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Why farming, leadership go hand in handWhy farming, leadership go hand in hand

LaPorte County, Ind., couple explains how farm group involvement and community service have strengthened their farm.

Tom J Bechman 1

February 14, 2022

3 Min Read
Jacob and Jill Smoker standing in front of barn
BELIEVE IN AGRICULTURE: Farming is a business, but it is also a way of life for Jacob and Jill Smoker, Wanatah, Ind. Courtesy of Indiana Farm Bureau

If you’ve ever wondered if you can farm efficiently, be an active leader and serve the community at the same time, meet Jacob and Jill Smoker, Wanatah, Ind. Within a few minutes, you will realize it’s not only possible, but this couple lives it every day.

Farming makes their value as leaders stronger because they can base viewpoints in real-world experiences. “Meeting other people and networking, especially through Indiana Farm Bureau, has helped us develop relationships which have strengthened our farm business as well,” Jill says.

The LaPorte County couple was recognized recently as the national winner in the American Farm Bureau Federation Young Farmers & Ranchers Achievement Award competition.

“We consider it a great honor, and we found it to be a humbling experience,” Jill says.

Here’s how farming, ag leadership and community service intertwine for this Hoosier couple.

Farming enterprises

Feeding beef cattle has been a long-standing enterprise on this multigenerational family farm. Today, Jake and Jill continue feeding out cattle. Jake notes that they typically bring cattle in at about 500 pounds and finish them to market weight.

Cattle go to various packers. The Smokers are working with others to develop opportunities to sell meat directly to consumers.

“We raise corn, soybeans and wheat, and we also raise seed corn,” Jake explains. “We’ve raised both non-GMO corn and non-GMO soybeans for seven years. When crop prices aren’t as attractive as they are now, it helps to bring in premiums. It’s worth the effort.”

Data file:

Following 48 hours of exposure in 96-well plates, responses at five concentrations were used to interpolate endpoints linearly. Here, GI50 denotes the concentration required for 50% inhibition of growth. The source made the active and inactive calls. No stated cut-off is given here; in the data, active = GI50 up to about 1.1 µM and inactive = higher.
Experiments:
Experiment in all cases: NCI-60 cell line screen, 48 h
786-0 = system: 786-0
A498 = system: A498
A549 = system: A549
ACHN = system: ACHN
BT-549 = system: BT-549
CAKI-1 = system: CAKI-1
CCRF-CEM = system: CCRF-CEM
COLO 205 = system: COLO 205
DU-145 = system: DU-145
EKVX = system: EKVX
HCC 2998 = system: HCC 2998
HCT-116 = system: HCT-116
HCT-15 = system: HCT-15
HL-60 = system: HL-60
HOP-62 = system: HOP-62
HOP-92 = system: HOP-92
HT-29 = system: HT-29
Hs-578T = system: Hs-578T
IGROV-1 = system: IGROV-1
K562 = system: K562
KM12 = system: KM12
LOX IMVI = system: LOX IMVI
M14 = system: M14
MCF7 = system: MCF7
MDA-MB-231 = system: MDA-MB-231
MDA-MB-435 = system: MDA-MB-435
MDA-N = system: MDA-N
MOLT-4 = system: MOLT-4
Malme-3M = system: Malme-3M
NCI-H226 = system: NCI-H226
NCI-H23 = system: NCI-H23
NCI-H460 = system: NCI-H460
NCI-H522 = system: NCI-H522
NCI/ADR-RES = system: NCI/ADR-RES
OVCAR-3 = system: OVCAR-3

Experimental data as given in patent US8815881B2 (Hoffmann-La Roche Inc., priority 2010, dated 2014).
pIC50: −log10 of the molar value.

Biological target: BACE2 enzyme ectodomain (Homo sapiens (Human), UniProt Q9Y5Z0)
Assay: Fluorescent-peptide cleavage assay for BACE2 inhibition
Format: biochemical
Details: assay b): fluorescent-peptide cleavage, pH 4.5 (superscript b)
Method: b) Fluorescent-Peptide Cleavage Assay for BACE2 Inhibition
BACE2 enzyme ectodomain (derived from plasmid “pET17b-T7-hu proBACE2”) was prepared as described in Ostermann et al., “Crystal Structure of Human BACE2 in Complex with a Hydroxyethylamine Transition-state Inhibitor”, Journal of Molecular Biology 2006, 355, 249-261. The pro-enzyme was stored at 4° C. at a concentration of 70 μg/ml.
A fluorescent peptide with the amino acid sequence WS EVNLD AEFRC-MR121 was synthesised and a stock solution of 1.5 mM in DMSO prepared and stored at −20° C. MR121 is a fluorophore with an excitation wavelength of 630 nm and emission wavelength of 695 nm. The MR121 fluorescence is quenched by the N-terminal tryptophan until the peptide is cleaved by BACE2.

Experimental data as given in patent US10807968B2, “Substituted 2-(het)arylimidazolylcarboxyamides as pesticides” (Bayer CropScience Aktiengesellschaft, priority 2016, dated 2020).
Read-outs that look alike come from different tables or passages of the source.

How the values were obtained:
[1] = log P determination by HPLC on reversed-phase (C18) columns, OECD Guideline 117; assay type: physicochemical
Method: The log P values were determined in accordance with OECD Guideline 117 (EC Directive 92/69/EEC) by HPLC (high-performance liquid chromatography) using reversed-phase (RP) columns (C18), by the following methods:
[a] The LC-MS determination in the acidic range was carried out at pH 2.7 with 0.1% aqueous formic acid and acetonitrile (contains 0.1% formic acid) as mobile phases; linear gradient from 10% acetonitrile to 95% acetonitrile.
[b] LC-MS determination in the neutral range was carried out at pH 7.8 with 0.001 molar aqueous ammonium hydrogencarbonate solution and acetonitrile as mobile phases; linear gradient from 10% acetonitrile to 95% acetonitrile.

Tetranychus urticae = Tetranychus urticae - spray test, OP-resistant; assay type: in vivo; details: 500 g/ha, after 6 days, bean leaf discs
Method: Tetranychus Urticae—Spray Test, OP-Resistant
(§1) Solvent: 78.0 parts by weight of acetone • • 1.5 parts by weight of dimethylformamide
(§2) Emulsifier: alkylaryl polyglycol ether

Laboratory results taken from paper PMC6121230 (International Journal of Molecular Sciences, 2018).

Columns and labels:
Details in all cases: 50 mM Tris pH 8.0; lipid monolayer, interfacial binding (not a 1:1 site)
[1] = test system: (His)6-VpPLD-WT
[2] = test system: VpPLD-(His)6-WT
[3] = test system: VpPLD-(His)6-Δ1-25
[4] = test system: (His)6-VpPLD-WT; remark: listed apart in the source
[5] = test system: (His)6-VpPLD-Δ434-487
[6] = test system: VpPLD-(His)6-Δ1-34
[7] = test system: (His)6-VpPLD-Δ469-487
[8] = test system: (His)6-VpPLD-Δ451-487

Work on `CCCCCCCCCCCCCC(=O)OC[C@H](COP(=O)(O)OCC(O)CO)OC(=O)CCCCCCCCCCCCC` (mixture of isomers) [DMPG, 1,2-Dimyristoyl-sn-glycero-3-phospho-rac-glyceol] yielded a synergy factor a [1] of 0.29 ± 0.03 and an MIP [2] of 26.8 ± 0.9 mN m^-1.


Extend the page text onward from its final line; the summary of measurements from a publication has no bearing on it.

Jill notes that they do their own comparison trials to test various practices. “We have lots of manure, and we want to capitalize on its value,” she explains. “With manure in the system, we look at our fertilizer program closely, and seek answers through testing on our farm.”

Jake says they work with two different agronomists, seeking information for their cropping system and setting up various trials.

In their testing program, they also work with third parties, and evaluate farm equipment as well as crop production products.

“We often run these tests against standard practices on the farm,” Jake says. “We learn a lot, and it is an additional source of revenue.”

Leadership and community service

Jake received strong encouragement from family members to become involved in Indiana Farm Bureau activities early in his farming career, starting at the local and regional levels. He’s never looked back, and he’s never regretted becoming involved, he emphasizes.

Both Jake and Jill have been involved in various committees and served on numerous policy advisory groups for INFB.

“It’s led to a lot of personal growth for both of us,” Jake says. “Once we saw that our efforts were fruitful, we decided to go for it and became even more involved.”

Jill adds, “By getting involved, we’ve met people all over the state. It’s allowed us to establish friendships and relationships that we would not have otherwise.”

The Smokers are active in supporting 4-H. Jake chaired the local 4-H livestock auction in the past.

They also actively support their local FFA chapter, South Central FFA.

“Everything just works together,” Jill says. “The activities we’re involved in give us the opportunity to help other people, and that’s fulfilling.”

About the Author(s)

Tom J Bechman 1

Editor, Indiana Prairie Farmer

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